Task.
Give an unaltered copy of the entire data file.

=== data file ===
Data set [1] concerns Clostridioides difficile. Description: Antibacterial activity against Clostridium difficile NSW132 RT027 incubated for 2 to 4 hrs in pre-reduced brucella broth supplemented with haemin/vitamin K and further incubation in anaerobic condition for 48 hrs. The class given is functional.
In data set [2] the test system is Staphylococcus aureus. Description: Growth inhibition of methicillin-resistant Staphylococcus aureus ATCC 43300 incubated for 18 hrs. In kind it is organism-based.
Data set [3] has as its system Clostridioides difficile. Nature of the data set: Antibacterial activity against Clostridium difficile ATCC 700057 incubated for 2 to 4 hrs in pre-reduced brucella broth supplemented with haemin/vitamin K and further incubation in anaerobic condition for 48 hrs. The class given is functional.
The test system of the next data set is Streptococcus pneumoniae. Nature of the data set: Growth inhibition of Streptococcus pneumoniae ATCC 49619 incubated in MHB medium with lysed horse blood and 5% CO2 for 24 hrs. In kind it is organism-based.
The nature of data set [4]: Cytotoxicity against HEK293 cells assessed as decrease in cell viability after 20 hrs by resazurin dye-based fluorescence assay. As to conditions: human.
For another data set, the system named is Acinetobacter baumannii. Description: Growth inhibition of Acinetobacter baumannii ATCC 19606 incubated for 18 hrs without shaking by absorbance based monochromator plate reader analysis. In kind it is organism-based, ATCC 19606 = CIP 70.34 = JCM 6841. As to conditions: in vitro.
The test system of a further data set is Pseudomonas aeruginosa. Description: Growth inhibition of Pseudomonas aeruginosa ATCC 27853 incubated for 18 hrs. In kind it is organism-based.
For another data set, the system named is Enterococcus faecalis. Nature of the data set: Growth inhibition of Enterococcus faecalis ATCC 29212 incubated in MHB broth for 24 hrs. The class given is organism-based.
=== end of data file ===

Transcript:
Data set [1] concerns Clostridioides difficile. Description: Antibacterial activity against Clostridium difficile NSW132 RT027 incubated for 2 to 4 hrs in pre-reduced brucella broth supplemented with haemin/vitamin K and further incubation in anaerobic condition for 48 hrs. The class given is functional.
In data set [2] the test system is Staphylococcus aureus. Description: Growth inhibition of methicillin-resistant Staphylococcus aureus ATCC 43300 incubated for 18 hrs. In kind it is organism-based.
Data set [3] has as its system Clostridioides difficile. Nature of the data set: Antibacterial activity against Clostridium difficile ATCC 700057 incubated for 2 to 4 hrs in pre-reduced brucella broth supplemented with haemin/vitamin K and further incubation in anaerobic condition for 48 hrs. The class given is functional.
The test system of the next data set is Streptococcus pneumoniae. Nature of the data set: Growth inhibition of Streptococcus pneumoniae ATCC 49619 incubated in MHB medium with lysed horse blood and 5% CO2 for 24 hrs. In kind it is organism-based.
The nature of data set [4]: Cytotoxicity against HEK293 cells assessed as decrease in cell viability after 20 hrs by resazurin dye-based fluorescence assay. As to conditions: human.
For another data set, the system named is Acinetobacter baumannii. Description: Growth inhibition of Acinetobacter baumannii ATCC 19606 incubated for 18 hrs without shaking by absorbance based monochromator plate reader analysis. In kind it is organism-based, ATCC 19606 = CIP 70.34 = JCM 6841. As to conditions: in vitro.
The test system of a further data set is Pseudomonas aeruginosa. Description: Growth inhibition of Pseudomonas aeruginosa ATCC 27853 incubated for 18 hrs. In kind it is organism-based.
For another data set, the system named is Enterococcus faecalis. Nature of the data set: Growth inhibition of Enterococcus faecalis ATCC 29212 incubated in MHB broth for 24 hrs. The class given is organism-based.